Ford F1 return part of electric vehicle drive

Ford aims to use F1 to push its electric vehicles

Ford aims to use F1 to push its electric vehicles

The return of Ford to F1 as a strategic partner with Red Bull from 2026 is part of the automaker’s push into the hybrid and electric vehicle space.

Formula 1 will introduce new power unit regulations for 2026 with an increased focus on hybridisation.

That system has also been simplified, with the removal of the MGU-H in an effort to attract new manufacturers.

Audi has already signed up while Red Bull too was among a list of six OEMs who’d registered for the new regulations published by the FIA.

Ford has effectively taken branding rights to the Red Bull Powertrains unit, though the relationship will be more than skin-deep.

However, the primary motivator for the American giant is marketing, with the programme being funding coming from marketing rather than racing – hence there is no impact on its other racing programmes.

Speaking with invited media. Including, Ford’s global motorsport boss Mark Rushbrook explained F1 is seen as a better platform to expand its electric vehicle messaging.

F1 reach key for Ford

“Yes, there are some full electric theories out there – there aren’t too many to choose from, at this point,” he said in reference to Formula E and Extreme E, both of which on paper are a more logical fit.

“Many of them don’t have technology challenges, [they’re] based upon spec components that they may be using, or limited areas in which you can advance technology.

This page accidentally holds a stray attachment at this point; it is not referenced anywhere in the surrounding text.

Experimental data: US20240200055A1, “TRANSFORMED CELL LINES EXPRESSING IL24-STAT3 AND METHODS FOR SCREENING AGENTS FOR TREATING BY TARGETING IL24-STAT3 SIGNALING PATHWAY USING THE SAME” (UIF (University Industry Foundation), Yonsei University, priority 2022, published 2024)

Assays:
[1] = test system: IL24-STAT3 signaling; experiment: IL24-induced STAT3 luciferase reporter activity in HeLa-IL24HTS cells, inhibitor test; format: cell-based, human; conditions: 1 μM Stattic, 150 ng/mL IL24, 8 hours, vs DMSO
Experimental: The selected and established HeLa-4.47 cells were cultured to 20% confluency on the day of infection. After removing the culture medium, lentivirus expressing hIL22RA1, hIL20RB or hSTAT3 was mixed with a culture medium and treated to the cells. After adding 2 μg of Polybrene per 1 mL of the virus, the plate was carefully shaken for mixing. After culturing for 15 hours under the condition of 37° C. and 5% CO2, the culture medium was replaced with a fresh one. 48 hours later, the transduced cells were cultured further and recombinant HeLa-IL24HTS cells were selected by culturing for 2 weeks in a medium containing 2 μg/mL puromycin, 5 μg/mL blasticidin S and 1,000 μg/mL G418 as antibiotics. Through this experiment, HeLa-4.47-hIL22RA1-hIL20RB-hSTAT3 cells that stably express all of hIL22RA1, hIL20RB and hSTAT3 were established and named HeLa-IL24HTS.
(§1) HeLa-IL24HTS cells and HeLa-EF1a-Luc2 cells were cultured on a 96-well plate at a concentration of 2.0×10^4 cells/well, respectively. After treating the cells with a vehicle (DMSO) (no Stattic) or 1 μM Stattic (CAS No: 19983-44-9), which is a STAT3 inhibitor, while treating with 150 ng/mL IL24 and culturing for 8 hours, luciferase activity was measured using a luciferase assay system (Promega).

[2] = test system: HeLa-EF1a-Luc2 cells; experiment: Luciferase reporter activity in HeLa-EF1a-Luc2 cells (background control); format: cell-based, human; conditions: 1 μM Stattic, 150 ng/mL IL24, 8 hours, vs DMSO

“But they also don’t have the following that Formula 1 does.

“So we believe with the increased element of electrification in the 2026 to 2030 regulations, with 50 percent of the power coming from the electric motor, that at that power level with what it’s going to require out of the battery cells to provide power at that level for the durations, managing that both the current and temperatures, there’s important learning there.

“So we definitely believe that we can get the technical learning as well as more directly reaching a larger, diverse global fan base.”

While that is a significant motivator for Ford’s return to F1, it will not be limited to just the hybrid aspect of the power unit.

Partnership with Red Bull

The brand will have engineers embedded with Red Bull at its Milton Keynes base and expects to have them contribute to all aspects of the engine’s development.

“The biggest emphasis for us is on the electrified element of it, but there’s still an opportunity for us to contribute to the combustion engine portion of it with designers with modelling with efficiency with some test facilities as well,” Rushbrook explained.

“So certainly there will be some collaboration and sharing.

“We are partnering with Red Bull for powertrains and it is a combined effort to use their resources and our resources to do it efficiently,” he added.

“So we’re certainly not footing this bill alone but it’s that partnership that combined resources and dollars spent to do it in a responsible way from a corporate budget, but also efficient targeted to spend the money and resources in the areas where we believe we can contribute and where we can learn and bring that back to our cars.”

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